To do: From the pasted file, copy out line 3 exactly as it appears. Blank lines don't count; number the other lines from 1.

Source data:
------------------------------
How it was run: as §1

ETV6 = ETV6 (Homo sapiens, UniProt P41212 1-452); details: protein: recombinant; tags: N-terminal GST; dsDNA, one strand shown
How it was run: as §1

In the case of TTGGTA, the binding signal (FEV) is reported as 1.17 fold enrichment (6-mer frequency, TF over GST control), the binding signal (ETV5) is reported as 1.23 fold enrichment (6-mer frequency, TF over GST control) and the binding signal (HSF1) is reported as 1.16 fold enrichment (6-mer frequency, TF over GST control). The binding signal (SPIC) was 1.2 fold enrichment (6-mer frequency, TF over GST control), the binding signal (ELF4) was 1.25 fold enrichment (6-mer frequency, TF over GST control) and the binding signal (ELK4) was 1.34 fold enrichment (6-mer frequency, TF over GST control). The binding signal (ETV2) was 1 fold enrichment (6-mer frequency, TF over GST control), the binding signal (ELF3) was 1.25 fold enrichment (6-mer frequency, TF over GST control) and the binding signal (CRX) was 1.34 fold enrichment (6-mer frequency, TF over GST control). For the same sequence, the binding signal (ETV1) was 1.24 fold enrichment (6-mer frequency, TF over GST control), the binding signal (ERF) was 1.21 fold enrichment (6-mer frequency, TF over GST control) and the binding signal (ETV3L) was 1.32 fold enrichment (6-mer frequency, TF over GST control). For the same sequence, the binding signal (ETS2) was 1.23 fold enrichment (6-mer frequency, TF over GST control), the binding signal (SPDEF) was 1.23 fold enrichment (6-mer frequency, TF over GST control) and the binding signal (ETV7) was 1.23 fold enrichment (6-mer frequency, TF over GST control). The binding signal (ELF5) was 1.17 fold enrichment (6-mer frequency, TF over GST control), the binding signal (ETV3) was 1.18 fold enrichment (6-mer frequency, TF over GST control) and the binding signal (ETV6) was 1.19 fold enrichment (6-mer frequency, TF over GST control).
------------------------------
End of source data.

How it was run: as §1